3. "Procession" is defined as "a coming forth" by the Dictionary of Scholastic Philosophy (p. 99). Thomas says various Biblical texts give to God names which signify "processions", and uses philosophy to unpack this concept. He distinguishes between two ways of "coming forth" from something: inward and outward. An obvious example of an outward procession is when a child comes forth from its parents. This kind of procession is incompatible with divine simplicity, and Thomas accordingly denies it of God. This leaves him with inward procession to make sense of Scripture. Paradigmatically, inward procession occurs in our minds when understanding comes forth from the operation of our intellect: it is inward because it begins and terminates within the agent, rather than in something outside of it. Thomas says the divine processions are like this.

            Aquinas is aware that people will have various difficulties with this position and he anticipates the objection that "everything which proceeds differs from that whence it proceeds. But in God there is no diversity; but supreme simplicity. Therefore in God there is no procession." He responds by saying that what proceeds within an "intelligible procession" needn't be distinct, and that "the more perfectly it proceeds, the more closely it is one with the source whence it proceeds." This depends on his understanding of the operation of the intellect, the details of which needn't concern us here. What's important is that Thomas says because of how perfectly the inward procession of God is, it is "perfectly one with the source whence He proceeds, without any kind of diversity." And here, I contend, is where Aquinas' thought first goes wrong, for because there can be no diversity in God between what inwardly proceeds and what is inwardly proceeded from, there is simply nothing in God to call procession. He's really stretching here, in other words.

            Thomas' thought on the matter is extremely deep and intricate, so I'd recommend reading his treatise on the Trinity in the Summa Theologica, especially P.1, Q. 27, A. 2; as well as Gilles Emery's The Trinitarian Theology of Saint Thomas Aquinas.

          • Wow, thanks, this is very in depth. I'm the librarian for my church, so maybe I will have to get Summa Theologica in there :) Will look closer at your responses later. Spanish class in one hour and still haven't finished homework :P Thanks again!

      • OverlappingMagisteria

        I was thinking along similar lines when reading the article but thinking about gods instead of persons. Couldn't we have 2 (or more) gods who are each intelligible on their own level but together provide full intelligibility? It seems that Fr. Lonergan would reject this because, in his view, you need to have full, unrestricted intelligibility which cannot be divided amongst separate gods or similarly separate persons.(though I confess I'm not entirely sure why they can't be separated.)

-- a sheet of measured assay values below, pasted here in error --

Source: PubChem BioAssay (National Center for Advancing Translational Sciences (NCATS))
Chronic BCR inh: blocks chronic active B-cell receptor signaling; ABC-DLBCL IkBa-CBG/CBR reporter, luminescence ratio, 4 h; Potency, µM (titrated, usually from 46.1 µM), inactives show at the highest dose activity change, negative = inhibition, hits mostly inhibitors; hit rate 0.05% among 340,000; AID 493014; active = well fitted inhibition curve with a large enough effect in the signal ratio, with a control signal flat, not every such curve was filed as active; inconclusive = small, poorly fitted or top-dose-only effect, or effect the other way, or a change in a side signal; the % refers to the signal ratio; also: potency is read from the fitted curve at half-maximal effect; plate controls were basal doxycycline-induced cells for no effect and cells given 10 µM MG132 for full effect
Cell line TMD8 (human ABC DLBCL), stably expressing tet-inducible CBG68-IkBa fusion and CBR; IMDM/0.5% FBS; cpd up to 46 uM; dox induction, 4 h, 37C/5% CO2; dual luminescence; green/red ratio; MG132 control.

But at a side note, regarding that egg analogy.... That's the heresy of paaartialism, Patrick! C'mon Patrick! ;-)

        (Note: partialism may not be historical heresy, but does seem theologically iffy. Either way... it gives me an excuse to share that video.)

        • Thanks for the comment and the video. Will watch the video later :)

        • OH MY GOSH!!! That was amazing!!!

    • Christians could deny Premise 1,since the persons are subsistent relations, not individuals.

      • Steven Dillon

        Premise (1) doesn't say the persons are individuals, it says they're each intelligible in ways the others are not. To deny this is to deny trinitarianism & affirm unitarianism.

        • That's not the case. The Father isn't intelligible except as Father, i.e., apart from filiating the Son and Spirating the Spirit. The Son cannot be understood except as begotten of the Father; the Spirit cannot be understood except as proceeding from the Father. This is just the basics of classical Trinitarian orthodoxy.

          In order to accept your position, you have to posit that subsistent relations can be understood without being related, which is obviously self-contradictory.

          • Steven Dillon

            "Classical" Trinitarian Orthodoxy maintains that the persons of the Trinity are not identical with one another. Each is intelligible in a way the others are not because each is identical to itself and not to the others. That doesn't mean that any of the persons can be understood apart from the others: that's non-sequitur.